Bone tissue is relatively resistant to infection. However, osteomyelitis may occur after a great inoculation of microorganisms or even by a small inoculation of particularly virulent bacteria. Thus, the occurrence, type, severity, and the prognosis of osteomyelitis depends on the inter-relationship of a triad composed of characteristics inherent to the infection, the host, and the infecting pathogen.12

Table 1 shows osteomyelitis according to the type, age/susceptibility factors of the host, and microbial etiology. Hematogenous osteomyelitis is generally monomicrobial, that is, a single bacterial species is isolated at the infection site.3,16,17 Among newborn babies, the most common bacteria found in bone infections are Streptococcus agalactiae and Escherichia coli, while S. aureus, Streptococcus pyogenes, and Haemophilus influenzae predominate in children. The incidence of osteomyelitis by H. influenzae has reduced after the introduction of routine active immunization during childhood.12 S. aureus is the most common microorganism isolated in adults, while other pathogens are less frequently found including Enterococcus spp., Streptococcus spp., Pseudomonas aeruginosa, Enterobacter spp., Mycobacterium spp., anaerobes, and fungi, specifically Candida spp.10

In vertebral osteomyelitis, although S. aureus is the predominant agent, gram-negative bacilli are frequently detected and may originate from the urinary tract and via injected drugs. In this setting, the incidences of P. aeruginosa and Serratia marcescens are high.18,19 In contiguous-focus osteomyelitis, with a notable polymicrobial etiology, S. aureus and coagulase-negative staphylococci are most commonly isolated, corresponding to 75% of the etiological agents,3,16,17 as well as gram-negative bacilli and anaerobic organisms. High rate of nasal and skin colonization by S. aureus, immunity disorders, and irregular scaring of pre-existent wounds are important in infections involving diabetic foot. This is understandable, since the skin lesions caused by superficial fungal infections, most common in these patients, represent a bacterial entry.20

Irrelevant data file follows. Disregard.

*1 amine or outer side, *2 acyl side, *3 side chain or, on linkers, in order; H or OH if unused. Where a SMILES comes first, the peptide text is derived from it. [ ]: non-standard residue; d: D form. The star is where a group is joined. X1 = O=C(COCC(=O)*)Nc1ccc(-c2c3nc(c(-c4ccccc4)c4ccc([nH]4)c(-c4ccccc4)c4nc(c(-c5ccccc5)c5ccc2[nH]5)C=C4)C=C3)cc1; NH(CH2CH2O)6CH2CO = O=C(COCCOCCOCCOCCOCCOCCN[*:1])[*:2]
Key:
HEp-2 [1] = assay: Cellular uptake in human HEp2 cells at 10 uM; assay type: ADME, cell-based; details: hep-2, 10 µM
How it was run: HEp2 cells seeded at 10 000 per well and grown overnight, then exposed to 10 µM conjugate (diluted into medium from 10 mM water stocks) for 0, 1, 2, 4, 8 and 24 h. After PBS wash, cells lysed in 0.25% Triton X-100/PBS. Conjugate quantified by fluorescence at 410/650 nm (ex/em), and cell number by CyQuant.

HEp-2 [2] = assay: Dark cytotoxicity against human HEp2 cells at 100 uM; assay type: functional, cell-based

S. aureus is the typical pathogen responsible for both acute and chronic osteomyelitis by forming a biofilm, with potential to rapidly develop antimicrobial resistance and expression of virulence factors, regardless of patient's immune status. In these cases, surgical intervention is necessary to control the infection. This bacterium is a member of the normal flora of the human nasal cavity with, approximately, 20% of people within a population colonized by these microorganisms in a persistent manner, while another 60% are transiently colonized.21 Due to its high virulence, S. aureus may cause several diseases, from localized superficial infections, such as skin infections, to the most severe forms of bacteremia, such as septic arthritis, endocarditis, and septic shock syndrome. This situation becomes more complex with the emergence of multiple drug-resistant strains, in particular methicillin- and vancomycin-resistant strains that are endemic in hospital setting. In addition, community-acquired strains with reduced drug susceptibility or even resistant have been reported.22,23 Antimicrobial resistance results in a delay in specific therapy, increasing the risk of disease chronification and of periprosthetic infection.12